Defendant's underlying argument is also without merit. Because both parties agreed that the principal's state of mind was not in issue at trial and defense counsel noted that there was no evidence from which the jury could make that determination, under the aiding and abetting theory the jury would have had to have found that defendant possessed the requisite specific intent to kill Hazime. Defendant was not harmed by an instruction which limited the jury's ability to find specific intent under an aiding and abetting theory.
Defendant's last claim is that he was denied the effective assistance of counsel under both the Michigan (Const 1963, art 1, § 20) and United States Constitutions (US Const, Am VI).
The standards under each prong of the test are discussed in People v Coyle, 104 Mich. App. 636; 305 N.W.2d 275 (1981), lv den 415 Mich. 851 (1982), as follows:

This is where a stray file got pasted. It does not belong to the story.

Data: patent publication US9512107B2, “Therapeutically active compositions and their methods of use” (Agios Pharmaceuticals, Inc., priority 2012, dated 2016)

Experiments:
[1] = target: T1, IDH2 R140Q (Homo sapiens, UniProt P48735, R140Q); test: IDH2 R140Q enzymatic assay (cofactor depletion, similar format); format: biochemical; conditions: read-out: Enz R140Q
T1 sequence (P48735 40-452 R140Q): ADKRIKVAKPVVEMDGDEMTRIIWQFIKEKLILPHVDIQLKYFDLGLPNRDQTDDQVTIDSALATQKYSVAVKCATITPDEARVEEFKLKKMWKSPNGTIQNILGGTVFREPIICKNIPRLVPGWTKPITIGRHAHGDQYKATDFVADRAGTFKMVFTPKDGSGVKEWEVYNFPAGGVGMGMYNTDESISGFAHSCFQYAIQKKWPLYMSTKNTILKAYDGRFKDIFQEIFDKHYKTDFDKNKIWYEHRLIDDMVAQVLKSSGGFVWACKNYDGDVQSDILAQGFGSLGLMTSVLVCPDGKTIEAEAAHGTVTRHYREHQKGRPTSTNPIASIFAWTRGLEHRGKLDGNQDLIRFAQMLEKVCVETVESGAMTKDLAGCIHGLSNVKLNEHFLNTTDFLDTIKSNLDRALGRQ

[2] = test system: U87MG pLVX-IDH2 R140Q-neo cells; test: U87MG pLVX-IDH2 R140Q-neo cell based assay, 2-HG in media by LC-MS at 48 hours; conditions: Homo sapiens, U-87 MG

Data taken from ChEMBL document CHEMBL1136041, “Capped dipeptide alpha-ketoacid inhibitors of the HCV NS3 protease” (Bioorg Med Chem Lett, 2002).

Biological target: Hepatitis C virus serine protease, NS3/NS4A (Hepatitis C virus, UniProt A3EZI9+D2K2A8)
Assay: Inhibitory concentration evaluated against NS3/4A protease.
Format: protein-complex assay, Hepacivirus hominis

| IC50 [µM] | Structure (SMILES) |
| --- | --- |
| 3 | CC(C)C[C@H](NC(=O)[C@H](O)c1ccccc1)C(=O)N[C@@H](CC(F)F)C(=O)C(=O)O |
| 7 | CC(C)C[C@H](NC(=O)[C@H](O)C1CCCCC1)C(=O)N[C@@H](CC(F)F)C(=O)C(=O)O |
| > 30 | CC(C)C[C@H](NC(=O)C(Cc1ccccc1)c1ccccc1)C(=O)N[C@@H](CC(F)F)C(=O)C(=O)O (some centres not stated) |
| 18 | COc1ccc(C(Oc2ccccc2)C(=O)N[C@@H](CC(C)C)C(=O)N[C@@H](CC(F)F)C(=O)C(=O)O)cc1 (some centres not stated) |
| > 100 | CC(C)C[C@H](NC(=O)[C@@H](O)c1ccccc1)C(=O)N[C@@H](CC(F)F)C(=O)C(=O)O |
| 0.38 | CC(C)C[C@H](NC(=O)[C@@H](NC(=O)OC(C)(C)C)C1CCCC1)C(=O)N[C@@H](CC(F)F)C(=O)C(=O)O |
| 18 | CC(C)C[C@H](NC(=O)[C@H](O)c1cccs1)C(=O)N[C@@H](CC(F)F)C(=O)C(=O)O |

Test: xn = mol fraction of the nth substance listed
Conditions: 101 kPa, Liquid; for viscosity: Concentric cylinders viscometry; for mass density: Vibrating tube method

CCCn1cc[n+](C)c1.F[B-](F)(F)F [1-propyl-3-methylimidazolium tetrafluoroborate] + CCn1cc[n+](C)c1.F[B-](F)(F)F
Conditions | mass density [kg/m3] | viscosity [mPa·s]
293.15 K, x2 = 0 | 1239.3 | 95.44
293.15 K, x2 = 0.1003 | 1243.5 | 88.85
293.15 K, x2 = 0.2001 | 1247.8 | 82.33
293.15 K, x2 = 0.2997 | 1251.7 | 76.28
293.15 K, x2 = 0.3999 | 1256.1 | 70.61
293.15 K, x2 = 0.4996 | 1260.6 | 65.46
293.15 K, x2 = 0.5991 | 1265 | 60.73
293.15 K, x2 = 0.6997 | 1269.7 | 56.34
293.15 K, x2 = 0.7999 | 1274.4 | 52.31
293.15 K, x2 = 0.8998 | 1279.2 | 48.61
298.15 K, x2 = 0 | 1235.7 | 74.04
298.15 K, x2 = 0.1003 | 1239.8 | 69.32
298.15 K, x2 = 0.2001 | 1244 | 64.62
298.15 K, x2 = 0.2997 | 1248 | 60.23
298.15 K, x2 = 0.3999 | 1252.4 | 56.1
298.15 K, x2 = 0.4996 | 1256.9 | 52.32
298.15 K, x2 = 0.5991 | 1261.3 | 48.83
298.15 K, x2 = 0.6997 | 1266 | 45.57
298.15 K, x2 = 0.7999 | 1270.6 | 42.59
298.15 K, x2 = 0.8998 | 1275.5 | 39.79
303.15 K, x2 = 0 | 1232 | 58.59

"In Michigan, the merit of claims of ineffective assistance of counsel is determined by applying a bifurcated test. People v Garcia, 398 Mich. 250; 247 N.W.2d 547 (1976), reh den 399 Mich. 1041 (1977). The first branch of the inquiry focuses on the Sixth Amendment right to counsel, for which the Supreme Court has endorsed the standard established in Beasley v United States, 491 F.2d 687, 696 (CA 6, 1974). People v Garcia, supra, 264. To satisfy defendant's right to counsel, his lawyer `must perform at least as well as a lawyer with ordinary training and skill in the criminal law and must conscientiously protect his client's interests, undeflected by conflicting considerations.' Id. Aside from reviewing the overall performance of counsel, an appellate court will also examine particular mistakes of counsel to safeguard defendant's right to a fair trial, which is the other branch of the inquiry. For this purpose, the Garcia Court adopted the standard developed in People v Degraffenreid, 19 Mich. App. 702; 173 N.W.2d 317 (1969):
"`However, even where assistance of counsel satisfies the constitutional requirements defendant is still entitled to a fair trial. Defendant can be denied this right if his attorney makes a serious mistake. But a court should not grant a new trial unless it finds that but for this mistake defendant would have had a reasonably likely chance for acquittal.' Garcia, supra, 266." 104 Mich. App. 639.